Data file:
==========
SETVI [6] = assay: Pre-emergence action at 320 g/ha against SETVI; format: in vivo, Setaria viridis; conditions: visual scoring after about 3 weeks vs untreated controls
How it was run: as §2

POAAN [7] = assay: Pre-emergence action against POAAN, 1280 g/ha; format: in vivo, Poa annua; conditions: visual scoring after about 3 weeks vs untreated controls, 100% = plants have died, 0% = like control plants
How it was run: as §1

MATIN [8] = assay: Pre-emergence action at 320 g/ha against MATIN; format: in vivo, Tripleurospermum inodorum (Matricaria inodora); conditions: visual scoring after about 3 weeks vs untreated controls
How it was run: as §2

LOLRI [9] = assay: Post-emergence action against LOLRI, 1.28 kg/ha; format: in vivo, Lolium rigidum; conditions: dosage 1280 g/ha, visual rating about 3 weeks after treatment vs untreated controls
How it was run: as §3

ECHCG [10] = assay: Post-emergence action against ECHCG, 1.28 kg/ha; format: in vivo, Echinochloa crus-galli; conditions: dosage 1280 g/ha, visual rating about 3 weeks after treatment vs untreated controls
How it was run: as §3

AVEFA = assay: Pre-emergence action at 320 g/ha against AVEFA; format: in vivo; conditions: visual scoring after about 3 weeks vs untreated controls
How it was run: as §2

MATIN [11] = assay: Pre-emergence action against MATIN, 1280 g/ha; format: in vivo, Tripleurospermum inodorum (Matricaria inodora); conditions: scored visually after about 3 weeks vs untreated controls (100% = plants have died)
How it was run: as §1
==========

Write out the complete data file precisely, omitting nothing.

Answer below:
SETVI [6] = assay: Pre-emergence action at 320 g/ha against SETVI; format: in vivo, Setaria viridis; conditions: visual scoring after about 3 weeks vs untreated controls
How it was run: as §2

POAAN [7] = assay: Pre-emergence action against POAAN, 1280 g/ha; format: in vivo, Poa annua; conditions: visual scoring after about 3 weeks vs untreated controls, 100% = plants have died, 0% = like control plants
How it was run: as §1

MATIN [8] = assay: Pre-emergence action at 320 g/ha against MATIN; format: in vivo, Tripleurospermum inodorum (Matricaria inodora); conditions: visual scoring after about 3 weeks vs untreated controls
How it was run: as §2

LOLRI [9] = assay: Post-emergence action against LOLRI, 1.28 kg/ha; format: in vivo, Lolium rigidum; conditions: dosage 1280 g/ha, visual rating about 3 weeks after treatment vs untreated controls
How it was run: as §3

ECHCG [10] = assay: Post-emergence action against ECHCG, 1.28 kg/ha; format: in vivo, Echinochloa crus-galli; conditions: dosage 1280 g/ha, visual rating about 3 weeks after treatment vs untreated controls
How it was run: as §3

AVEFA = assay: Pre-emergence action at 320 g/ha against AVEFA; format: in vivo; conditions: visual scoring after about 3 weeks vs untreated controls
How it was run: as §2

MATIN [11] = assay: Pre-emergence action against MATIN, 1280 g/ha; format: in vivo, Tripleurospermum inodorum (Matricaria inodora); conditions: scored visually after about 3 weeks vs untreated controls (100% = plants have died)
How it was run: as §1